When I read Penny Herscher's article "I Won't Give Up My Career For My Kids" about feeling no shame keeping her career thriving while becoming a
mother, I could all but hear the collective judgment machine kicking into gear.
Working women are judged by unfair standards not set for men, such as: How
could you leave your baby? Do you really think you can have it all? What
kind of mother are you?
Though I'm no
corporate CEO, you can call me an ambitious person—I've had goals and dreams to
be a successful writer from as early as first grade, and have spent my life
attempting to achieve them. My husband and I didn't even get around to
discussing children until we'd both finished graduate programs (mine an MFA in creative writing, his a PhD in psychology). We'd been married 12 years before our son was born. When I became pregnant, I knew exactly how my work-at-home life as a freelance writer "plus one" was going to look—me typing away while baby slept or played peacefully in his bassinet beside me. It was going to be almost exactly like the life I already lived, only more meaningful and with diapers.
Of course, any mom reading this knows that's not how it went.
Postpartum hormones and sleep deprivation pummeled me, knocking my former
productivity out to sea. Babies don't do anything peacefully, or for more
than about five-minute stretches. I quickly realized that the career I had
before was going to have to change. Not because I wanted it to but because I simply had no
choice. My son didn't sleep well at night. My body didn't adjust quickly. My
husband had the steady job while I had the inconsistent freelance gig. I
lamented the loss of my work much more than I anticipated, and by the time my son was 5 months old I knew I needed to get a
babysitter to begin to piece my flagging career back together.
I'm tired of the trope that says a mother who loves her work is a "bad mother" while a man who loves his work "a good provider."
Herscher, I felt terribly guilty for wanting to work.
And yet, I was
the kind of mother who needed to keep her brain stimulated in order to not feel
resentful of the demands of motherhood. I had not worked most of my adult life
to become a writer only to abandon it forever because of one exhausted year of
new parenting. My husband went back to work five weeks after our son was born, to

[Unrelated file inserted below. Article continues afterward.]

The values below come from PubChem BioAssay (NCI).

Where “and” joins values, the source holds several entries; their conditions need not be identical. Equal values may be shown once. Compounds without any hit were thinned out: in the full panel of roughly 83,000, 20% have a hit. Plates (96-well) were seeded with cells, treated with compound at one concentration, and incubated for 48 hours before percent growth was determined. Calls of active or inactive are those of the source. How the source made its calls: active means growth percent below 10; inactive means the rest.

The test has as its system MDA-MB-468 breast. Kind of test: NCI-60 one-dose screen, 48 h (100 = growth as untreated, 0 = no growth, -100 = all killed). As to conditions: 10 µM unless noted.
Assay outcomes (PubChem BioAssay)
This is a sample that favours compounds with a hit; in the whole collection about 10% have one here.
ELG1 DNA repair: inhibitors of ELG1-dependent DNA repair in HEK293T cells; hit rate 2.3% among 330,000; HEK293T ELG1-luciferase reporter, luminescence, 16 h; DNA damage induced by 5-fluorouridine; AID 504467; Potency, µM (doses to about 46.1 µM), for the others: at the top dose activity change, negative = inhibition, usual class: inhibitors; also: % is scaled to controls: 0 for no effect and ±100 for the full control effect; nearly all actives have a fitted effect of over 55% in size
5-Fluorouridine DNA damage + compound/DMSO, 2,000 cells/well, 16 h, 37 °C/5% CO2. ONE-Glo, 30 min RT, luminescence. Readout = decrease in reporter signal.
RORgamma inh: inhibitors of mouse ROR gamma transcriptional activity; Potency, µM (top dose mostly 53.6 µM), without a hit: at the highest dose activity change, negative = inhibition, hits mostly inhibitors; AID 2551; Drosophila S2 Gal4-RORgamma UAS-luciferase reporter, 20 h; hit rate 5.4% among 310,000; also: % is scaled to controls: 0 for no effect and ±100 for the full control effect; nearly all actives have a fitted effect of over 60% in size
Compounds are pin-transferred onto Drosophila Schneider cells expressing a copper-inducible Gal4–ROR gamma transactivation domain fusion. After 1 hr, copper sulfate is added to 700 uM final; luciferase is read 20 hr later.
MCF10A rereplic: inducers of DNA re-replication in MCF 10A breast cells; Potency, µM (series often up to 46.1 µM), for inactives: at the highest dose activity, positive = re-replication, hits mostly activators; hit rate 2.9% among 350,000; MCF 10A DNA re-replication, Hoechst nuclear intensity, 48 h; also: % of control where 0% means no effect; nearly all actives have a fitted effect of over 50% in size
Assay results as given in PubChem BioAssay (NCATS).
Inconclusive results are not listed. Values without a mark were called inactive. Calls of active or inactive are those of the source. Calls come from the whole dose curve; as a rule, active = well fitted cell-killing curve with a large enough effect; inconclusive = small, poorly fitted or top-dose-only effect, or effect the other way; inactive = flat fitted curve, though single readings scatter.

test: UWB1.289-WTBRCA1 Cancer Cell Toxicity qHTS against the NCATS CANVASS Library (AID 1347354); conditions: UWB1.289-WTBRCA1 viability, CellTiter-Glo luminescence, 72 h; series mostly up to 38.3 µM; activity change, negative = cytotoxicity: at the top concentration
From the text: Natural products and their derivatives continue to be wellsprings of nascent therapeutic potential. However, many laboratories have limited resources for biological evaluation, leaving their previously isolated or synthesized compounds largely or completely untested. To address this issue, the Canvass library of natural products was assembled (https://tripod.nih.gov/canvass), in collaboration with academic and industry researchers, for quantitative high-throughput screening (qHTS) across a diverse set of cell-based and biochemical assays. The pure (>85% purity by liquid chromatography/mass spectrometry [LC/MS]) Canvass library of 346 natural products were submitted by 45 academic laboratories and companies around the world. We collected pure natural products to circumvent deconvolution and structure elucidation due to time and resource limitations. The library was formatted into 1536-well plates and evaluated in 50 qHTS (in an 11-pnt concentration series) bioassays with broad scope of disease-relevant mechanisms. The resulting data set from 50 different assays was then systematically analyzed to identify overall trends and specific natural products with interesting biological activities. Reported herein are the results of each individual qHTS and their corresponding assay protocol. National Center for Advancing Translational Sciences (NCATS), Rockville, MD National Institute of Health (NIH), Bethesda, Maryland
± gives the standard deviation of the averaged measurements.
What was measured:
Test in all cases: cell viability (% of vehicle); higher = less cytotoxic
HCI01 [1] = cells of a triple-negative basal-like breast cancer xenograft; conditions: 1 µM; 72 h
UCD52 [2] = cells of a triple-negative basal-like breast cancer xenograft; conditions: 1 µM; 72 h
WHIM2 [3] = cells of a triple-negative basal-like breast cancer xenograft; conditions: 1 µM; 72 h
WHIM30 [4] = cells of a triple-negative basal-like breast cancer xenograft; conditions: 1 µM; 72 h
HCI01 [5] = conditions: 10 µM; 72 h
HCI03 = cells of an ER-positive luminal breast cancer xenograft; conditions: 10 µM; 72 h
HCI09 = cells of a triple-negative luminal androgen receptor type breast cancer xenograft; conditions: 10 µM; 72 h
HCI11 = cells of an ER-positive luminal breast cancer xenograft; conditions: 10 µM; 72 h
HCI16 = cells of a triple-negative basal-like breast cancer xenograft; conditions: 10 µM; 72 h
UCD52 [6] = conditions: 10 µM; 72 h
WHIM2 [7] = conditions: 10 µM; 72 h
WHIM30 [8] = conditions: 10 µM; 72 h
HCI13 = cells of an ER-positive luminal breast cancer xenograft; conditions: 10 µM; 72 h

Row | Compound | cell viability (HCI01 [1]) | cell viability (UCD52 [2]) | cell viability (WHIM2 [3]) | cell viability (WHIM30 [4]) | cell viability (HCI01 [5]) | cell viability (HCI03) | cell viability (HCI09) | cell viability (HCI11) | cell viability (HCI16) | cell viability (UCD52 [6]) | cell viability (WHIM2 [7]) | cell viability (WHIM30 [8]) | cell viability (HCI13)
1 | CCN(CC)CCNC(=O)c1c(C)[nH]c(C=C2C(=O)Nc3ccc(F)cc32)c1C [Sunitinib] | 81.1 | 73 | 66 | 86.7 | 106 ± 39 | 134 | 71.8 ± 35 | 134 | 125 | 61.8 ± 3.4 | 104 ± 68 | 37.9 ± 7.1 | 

an office with other adults and silence he could choose by closing his office
door. I was left at home with this squalling, colicky infant and no manual, my
few remaining work deadlines nipping at my heels like hungry pups.
I loved my
son with fierce intensity, but I also missed my work with a deep ache. And I knew
that I was lucky; when I picked my work up slowly again, it wouldn't
involve having to go any further than upstairs to my home office. Though I did
find that it was far easier for me to work when my son was not in my
vicinity—the sound of his coos or cries pulled too powerfully on my new mother
brain and body.
article makes clear that we still need to be reminded that women who love their careers should not be judged any
harsher than the men who get to go right back to their jobs. I'm tired of the
trope that says a mother who loves her work is a "bad mother" while a man who
loves his work "a good provider." More and more families are flipping these
kinds of outdated stereotypes on their heads. I know several stay-at-home and
work-at-home dads who do as much childcare as their partners. There are more
and more same sex couples, too, in which two dads do it all just fine.
While my own
experience taught me that there was a time for putting work down to raise my
son, I know now that loving my work is nothing to be ashamed of. It sets a
model for my son and is just as important as our unscheduled time together. I
encourage all mothers who work to slip out of your guilt the moment you slide into your work